Anyone who has ever worked with me can attest that there is usually a method to my madness. As in painting, I study the composition and take in everything. Starting from the outside in, I get to know the author and their work so I can add the ‘heartbeat’ to their work. Sound strange? It isn’t but it creates an awful problem for me… authors are not patient clients.
I have heard it all and it always ends with: ‘… but I am so impatient’.
Well, think of this: it is very difficult to resurrect a disaster. Bottom line, as I repeatedly say, this is a business and authors must begin to think of it as such.
I work in phases and each one is as important as the next and each step absolutely leads to the next.
Once a contract is signed and the manuscript is handed over to me then the author, whether or not it is realized, has agreed to ‘build his business’ with me. Fickle mistakes cost money and time. Impatience causes confusion and misdirection.
I spend a great deal of time with each of my clients. My method of business is working as a team and I educate clients as we build. Do I expect them to do what I do? No, but I explain to them that they are the ‘CEO’s of their business’ and should be aware of everything that is being done and why. Again, my mantra: ‘Ignorance Is Not Bliss’ and ‘Ignorance is Costly’.
It is my job to ‘reel’ in each author I work with and try to discipline him or her to focus. Sometimes it works and sometimes it doesn’t.
Every client I work with is verbally explained each step thoroughly and receives a contract with each phase explained explicitly in detail. Oftentimes, I hand over ‘assignments’ to authors as I am working on a particular phase for the sake of involvement and teaming up for the next phase. As I said, there is always a method to my madness.
One client I am working with will be added to my ‘hall of famers’ of impatient authors. A first time author, I will admit he has had a few doozy setbacks but of his own making. His biggest setback has been impatience and not trusting me.
As I was typesetting the interior of his book, I had noticed a series of serious errors within his proofed text and called it to his attention. Instead of contacting his original proofer, he decided to proof the work himself, which is an absolute ‘no-no’. (Authors should never proof their own work.) Well, that didn’t work out too well and we were now behind schedule.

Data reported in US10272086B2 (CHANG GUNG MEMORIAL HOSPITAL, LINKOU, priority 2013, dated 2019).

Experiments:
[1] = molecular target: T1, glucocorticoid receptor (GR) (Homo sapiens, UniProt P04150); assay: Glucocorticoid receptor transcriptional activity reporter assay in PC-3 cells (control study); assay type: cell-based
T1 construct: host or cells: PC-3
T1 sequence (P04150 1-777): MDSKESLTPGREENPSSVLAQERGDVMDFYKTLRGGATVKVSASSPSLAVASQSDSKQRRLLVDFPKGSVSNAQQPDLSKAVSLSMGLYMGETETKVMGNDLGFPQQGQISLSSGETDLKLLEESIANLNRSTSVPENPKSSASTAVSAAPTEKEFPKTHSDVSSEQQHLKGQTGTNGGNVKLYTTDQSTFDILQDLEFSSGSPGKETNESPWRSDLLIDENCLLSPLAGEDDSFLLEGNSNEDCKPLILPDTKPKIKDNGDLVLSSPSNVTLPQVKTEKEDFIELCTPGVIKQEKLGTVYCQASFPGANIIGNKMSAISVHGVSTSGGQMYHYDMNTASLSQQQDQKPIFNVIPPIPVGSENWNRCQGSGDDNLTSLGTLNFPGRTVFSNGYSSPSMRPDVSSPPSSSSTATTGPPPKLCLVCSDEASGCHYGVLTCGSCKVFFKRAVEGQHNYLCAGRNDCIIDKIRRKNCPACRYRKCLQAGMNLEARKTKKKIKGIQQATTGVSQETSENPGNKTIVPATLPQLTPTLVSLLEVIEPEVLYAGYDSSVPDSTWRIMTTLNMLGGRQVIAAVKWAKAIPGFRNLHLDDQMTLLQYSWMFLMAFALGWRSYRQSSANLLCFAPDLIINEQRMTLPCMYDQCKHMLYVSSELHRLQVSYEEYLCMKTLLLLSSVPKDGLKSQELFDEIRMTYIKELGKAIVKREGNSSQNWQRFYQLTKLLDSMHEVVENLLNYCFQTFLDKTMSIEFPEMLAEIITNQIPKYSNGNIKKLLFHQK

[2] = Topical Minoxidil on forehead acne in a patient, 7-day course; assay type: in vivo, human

His next decision involved hiring a brand new proofreader, which also incurred a brand new invoice. True, the turn-around was quick but money was spent unnecessarily. Ironically, his original proofreader had mistakenly sent him an old file of edits, which could have been easily remedied with a quick phone call or e-mail at no additional cost.
Video book trailers are often part of the package I offer and are usually created after all the branding has been done. Unknowingly to me, this author had hired another firm to create his book trailer. Accepting this decision, I fairly deducted the cost of the video from his invoice.
At first, I was disappointed because I had already created enticing storyboards for this job and was getting concerned that the team behind this author was not connected. For the sake of consistency, it is my strong belief that all design and advertising should come from the same firm and this job was quickly getting out of control.
A disastrous rough video was delivered a few weeks later. Clearly, this was not art directed and was not only too long but a true sleeper. The problem now involved a useless, expensive video and another setback of time. Instinctively, I created a quick down and dirty three-minute video from nothing that at least plugged itself as a pre-pub advertisement. Out sourcing and over-budgeting himself, the author was making my job more and more difficult yet… he was ‘impatient’ to get moving….
I just received e-mail from another author who just arranged for a book signing in three weeks. Well, that is great, but the book hasn’t even been typeset yet nor has any galleys been produced. Mmm… perhaps I might add him to my ‘hall of famers’ of impatient authors as well.
The best to each of you and may your journey be enlightening, encouraging and educational!